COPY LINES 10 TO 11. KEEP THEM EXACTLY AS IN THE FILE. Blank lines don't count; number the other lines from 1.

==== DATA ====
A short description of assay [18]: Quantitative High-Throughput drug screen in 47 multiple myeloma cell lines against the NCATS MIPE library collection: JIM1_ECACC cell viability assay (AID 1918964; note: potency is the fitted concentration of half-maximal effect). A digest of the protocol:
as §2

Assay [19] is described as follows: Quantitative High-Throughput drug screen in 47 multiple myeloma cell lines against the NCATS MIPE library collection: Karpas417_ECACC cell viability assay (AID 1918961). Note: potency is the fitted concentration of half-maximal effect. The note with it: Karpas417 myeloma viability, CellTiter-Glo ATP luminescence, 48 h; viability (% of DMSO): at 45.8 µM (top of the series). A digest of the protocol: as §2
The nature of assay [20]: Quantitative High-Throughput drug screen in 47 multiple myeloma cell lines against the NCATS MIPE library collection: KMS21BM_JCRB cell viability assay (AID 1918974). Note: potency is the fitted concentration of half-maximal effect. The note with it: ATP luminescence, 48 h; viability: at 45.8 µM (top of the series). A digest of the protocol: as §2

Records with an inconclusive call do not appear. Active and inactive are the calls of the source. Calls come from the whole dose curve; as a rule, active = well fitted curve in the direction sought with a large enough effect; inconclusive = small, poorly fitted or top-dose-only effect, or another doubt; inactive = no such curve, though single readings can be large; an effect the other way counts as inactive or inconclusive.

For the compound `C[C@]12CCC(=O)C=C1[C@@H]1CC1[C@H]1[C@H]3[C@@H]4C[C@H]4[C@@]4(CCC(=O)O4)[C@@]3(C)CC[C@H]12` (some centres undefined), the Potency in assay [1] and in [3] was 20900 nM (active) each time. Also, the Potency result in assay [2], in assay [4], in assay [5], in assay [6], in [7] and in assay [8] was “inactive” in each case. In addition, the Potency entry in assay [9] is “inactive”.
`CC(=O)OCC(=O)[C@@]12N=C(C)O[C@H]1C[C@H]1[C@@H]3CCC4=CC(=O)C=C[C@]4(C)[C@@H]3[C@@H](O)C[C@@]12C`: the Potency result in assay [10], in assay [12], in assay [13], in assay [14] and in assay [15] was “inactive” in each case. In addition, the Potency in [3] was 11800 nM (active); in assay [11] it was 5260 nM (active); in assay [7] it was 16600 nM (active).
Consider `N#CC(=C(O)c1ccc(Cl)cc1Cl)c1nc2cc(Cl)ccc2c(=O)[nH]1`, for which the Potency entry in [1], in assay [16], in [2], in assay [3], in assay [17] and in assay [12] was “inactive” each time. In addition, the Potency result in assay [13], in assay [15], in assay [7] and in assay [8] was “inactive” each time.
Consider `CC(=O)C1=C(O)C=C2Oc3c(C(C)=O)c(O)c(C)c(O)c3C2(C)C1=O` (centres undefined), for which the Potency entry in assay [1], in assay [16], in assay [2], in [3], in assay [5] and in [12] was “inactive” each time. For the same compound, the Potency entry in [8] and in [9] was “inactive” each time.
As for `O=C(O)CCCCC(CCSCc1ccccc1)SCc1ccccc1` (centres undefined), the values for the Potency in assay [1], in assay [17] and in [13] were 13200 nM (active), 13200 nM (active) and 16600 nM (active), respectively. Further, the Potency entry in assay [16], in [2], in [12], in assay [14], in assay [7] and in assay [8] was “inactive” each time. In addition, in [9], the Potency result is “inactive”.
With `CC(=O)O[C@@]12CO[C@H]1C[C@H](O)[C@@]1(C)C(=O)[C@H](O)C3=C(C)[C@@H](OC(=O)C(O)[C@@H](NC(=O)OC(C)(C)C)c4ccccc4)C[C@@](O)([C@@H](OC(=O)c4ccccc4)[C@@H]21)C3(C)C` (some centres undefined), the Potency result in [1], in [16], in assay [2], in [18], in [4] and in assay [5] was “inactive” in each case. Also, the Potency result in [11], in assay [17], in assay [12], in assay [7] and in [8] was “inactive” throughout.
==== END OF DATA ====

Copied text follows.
As for `O=C(O)CCCCC(CCSCc1ccccc1)SCc1ccccc1` (centres undefined), the values for the Potency in assay [1], in assay [17] and in [13] were 13200 nM (active), 13200 nM (active) and 16600 nM (active), respectively. Further, the Potency entry in assay [16], in [2], in [12], in assay [14], in assay [7] and in assay [8] was “inactive” each time. In addition, in [9], the Potency result is “inactive”.
With `CC(=O)O[C@@]12CO[C@H]1C[C@H](O)[C@@]1(C)C(=O)[C@H](O)C3=C(C)[C@@H](OC(=O)C(O)[C@@H](NC(=O)OC(C)(C)C)c4ccccc4)C[C@@](O)([C@@H](OC(=O)c4ccccc4)[C@@H]21)C3(C)C` (some centres undefined), the Potency result in [1], in [16], in assay [2], in [18], in [4] and in assay [5] was “inactive” in each case. Also, the Potency result in [11], in assay [17], in assay [12], in assay [7] and in [8] was “inactive” throughout.